‘DANGER DAY’ arrives as millions brace for extreme weather

Millions of Australians are bracing for more heavy rain, widespread flooding and landslides as a significant weather system wreaks havoc on the east coast.

As Sydney officially recorded its wettest year on record on Thursday, NSW Emergency Services Minister Steph Cooke warned of a ‘dangerous day’ predicted for Saturday.

"We know that our catchments are saturated," she said.

"The dams are full and our rivers are already swollen so any extra rainfall – no matter how minor – is likely to exacerbate existing flooding.”

Flood warnings are also in place in parts of Queensland, Victoria, the ACT and Tasmania.

Members of the public shelter under the rain under umbrellas in Sydney.
Sydney officially recorded its wettest year on record on Thursday, with even more rain to come. Source: AAP

Warning for increased risk of landslides

A trough tracking over NSW towards the coast was developing on Saturday and was likely to bring intense rainfall and the risk of flash flooding, the Bureau of Meteorology's Helen Kirkup said on Friday.

Six hourly rainfall totals of 30-50 millimetres are predicted in the Central Tablelands, the Hunter region and metropolitan Sydney, with isolated areas expected to receive up to 70mm.

After a soggy week in NSW, heavy falls on already saturated grounds would heighten the risk of landslides and debris falling across roads, Ms Kirkup said.

While the worst of the weather is forecast for Sydney, the Hunter region and the Central Tablelands, other areas can also expect rain.

A Weatherzone map showing areas of rainfall over Australia
NSW will be hit the hardest with heavy rainfalls expected this weekend. Source: Weatherzone

The system is expected to blanket the state, with widespread showers forecast from the mid-north coast to the southern end of the state.

Damaging winds are forecast through the Sydney metropolitan and Illawarra coast on Saturday through to Sunday morning, with winds of 60-70km/h and peak gusts of more than 90km/h.

The State Emergency Operations Centre opened at Homebush, NSW Police said on Saturday, so experts could monitor the situation and co-ordinate a whole-of-government response.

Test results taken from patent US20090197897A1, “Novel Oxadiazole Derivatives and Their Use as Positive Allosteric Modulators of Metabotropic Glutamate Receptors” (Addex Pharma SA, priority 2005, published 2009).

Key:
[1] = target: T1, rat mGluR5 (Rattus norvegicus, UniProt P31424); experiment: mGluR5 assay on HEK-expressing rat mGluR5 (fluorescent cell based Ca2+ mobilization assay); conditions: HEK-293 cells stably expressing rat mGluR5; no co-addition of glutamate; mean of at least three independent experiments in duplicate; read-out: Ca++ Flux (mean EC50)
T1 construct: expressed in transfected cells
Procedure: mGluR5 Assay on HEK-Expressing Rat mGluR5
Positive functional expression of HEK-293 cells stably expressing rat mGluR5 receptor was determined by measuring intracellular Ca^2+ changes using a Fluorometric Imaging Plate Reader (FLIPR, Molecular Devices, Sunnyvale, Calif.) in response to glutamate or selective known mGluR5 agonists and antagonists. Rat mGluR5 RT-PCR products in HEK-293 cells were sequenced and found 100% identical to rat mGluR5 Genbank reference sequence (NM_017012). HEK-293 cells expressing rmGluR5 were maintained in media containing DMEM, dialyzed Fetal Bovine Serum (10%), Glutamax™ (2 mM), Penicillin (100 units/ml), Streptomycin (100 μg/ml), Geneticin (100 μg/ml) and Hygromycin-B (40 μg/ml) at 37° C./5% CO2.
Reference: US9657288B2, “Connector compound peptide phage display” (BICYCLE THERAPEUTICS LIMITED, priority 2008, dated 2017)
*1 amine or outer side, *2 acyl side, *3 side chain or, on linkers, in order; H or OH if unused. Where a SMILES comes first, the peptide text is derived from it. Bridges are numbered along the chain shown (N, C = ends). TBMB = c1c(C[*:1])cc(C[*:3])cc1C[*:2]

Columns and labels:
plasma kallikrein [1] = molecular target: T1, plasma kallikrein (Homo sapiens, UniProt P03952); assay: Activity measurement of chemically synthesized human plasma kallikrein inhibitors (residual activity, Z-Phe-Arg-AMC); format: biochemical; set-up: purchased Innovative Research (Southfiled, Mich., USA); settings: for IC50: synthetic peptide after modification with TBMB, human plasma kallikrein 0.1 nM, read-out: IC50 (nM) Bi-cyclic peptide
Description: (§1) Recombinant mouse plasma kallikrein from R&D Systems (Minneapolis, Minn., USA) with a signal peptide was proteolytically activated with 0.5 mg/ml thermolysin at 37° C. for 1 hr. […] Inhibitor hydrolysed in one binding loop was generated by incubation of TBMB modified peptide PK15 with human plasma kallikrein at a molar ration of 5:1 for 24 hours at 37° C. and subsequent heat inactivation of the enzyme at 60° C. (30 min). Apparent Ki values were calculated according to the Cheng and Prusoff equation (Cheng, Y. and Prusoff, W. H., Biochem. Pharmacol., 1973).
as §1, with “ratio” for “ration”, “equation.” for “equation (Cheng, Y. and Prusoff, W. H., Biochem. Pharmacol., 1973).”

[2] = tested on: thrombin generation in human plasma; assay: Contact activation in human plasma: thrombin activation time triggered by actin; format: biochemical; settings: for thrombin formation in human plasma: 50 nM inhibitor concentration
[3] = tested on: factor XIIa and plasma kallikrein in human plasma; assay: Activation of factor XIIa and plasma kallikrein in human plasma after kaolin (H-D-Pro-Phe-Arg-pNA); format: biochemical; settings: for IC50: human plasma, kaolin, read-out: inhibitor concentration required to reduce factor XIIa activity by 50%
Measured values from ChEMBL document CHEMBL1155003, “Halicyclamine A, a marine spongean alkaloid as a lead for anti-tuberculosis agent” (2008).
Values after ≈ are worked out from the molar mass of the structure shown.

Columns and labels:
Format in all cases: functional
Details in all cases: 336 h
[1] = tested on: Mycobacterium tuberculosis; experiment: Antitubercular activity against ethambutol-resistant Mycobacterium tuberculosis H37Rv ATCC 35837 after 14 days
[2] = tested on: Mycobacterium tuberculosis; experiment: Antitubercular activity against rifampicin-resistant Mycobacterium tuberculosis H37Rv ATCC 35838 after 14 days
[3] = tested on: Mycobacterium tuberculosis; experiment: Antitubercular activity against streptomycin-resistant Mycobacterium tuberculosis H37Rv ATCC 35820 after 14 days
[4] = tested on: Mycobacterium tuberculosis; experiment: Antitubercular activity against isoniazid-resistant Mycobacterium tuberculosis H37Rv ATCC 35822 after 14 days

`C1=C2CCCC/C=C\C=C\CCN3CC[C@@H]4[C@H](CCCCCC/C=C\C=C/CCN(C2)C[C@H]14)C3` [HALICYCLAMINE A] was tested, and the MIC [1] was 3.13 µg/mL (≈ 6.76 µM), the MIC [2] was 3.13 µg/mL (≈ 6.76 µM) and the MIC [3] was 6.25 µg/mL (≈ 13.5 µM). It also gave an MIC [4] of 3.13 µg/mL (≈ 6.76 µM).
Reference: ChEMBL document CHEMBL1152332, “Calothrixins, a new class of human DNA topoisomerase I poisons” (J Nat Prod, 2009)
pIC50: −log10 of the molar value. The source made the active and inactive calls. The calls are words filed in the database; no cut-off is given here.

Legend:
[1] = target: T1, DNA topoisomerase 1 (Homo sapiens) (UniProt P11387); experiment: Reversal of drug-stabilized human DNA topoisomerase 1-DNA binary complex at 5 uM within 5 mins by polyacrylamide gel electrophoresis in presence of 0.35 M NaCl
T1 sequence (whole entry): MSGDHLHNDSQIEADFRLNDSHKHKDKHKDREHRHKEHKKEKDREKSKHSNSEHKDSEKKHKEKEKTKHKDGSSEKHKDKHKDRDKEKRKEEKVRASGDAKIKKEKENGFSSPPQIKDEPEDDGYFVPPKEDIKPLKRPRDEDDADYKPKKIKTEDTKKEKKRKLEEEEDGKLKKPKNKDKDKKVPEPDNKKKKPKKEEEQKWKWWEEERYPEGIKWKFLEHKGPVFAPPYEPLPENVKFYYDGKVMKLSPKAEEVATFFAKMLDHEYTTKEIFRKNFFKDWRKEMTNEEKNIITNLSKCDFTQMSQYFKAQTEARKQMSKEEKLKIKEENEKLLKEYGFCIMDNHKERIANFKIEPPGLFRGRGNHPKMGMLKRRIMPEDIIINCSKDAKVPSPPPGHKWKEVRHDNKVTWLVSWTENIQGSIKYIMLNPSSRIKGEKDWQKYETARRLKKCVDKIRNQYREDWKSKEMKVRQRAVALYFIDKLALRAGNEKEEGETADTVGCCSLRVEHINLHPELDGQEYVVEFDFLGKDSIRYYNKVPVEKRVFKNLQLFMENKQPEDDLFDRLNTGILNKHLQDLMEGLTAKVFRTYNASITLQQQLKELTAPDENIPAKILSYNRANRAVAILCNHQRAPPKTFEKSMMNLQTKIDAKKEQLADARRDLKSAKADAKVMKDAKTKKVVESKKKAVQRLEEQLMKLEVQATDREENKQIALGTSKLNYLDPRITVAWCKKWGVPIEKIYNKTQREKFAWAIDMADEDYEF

Campers face 100mm falls

Campers at the Bathurst 1000 have been warned of muddy, stormy and potentially dangerous conditions, with heavy falls predicted across Mount Panorama on Saturday and Sunday.

Up to 100mm could fall on the tens of thousands of fans expected to attend, potentially leading to flooding along the Macquarie River in Bathurst.

Free sandbags are available in the town, while volunteers are checking in with residents and tourists camping near the river.

A rainy day at the Sydney Harbour Bridge.
Emergency workers are urging Aussies to stay out of flood waters. Source: AAP

‘If it’s flooded, forget it’

As rain continues to soak much of NSW, and flood peaks flow down already swollen rivers, the bureau has warned of a widespread risk of significant riverine flooding for multiple inland catchments.

Major flooding is occurring along the Macquarie, Darling, Culgoa and Lachlan rivers.

Renewed flooding is a risk at inland and coastal catchments including the Gwydir, Namoi, Macquarie and Belubula rivers, Mandagery Creek, the Lachlan and Bogan rivers, Colo River, Wollombi Brook and Lower Hunter rivers.

State emergency operations controller Peter Cotter asked that the community work with emergency services and follow any directions they were given.

"Those in flood-prone areas are urged to avoid essential travel and drive to the conditions on the roads," he said.

"Please obey road closures and remember, if it's flooded, forget it."

- with AAP

Do you have a story tip? Email: newsroomau@yahoonews.com.

You can also follow us on Facebook, Instagram, TikTok and Twitter and download the Yahoo News app from the App Store or Google Play.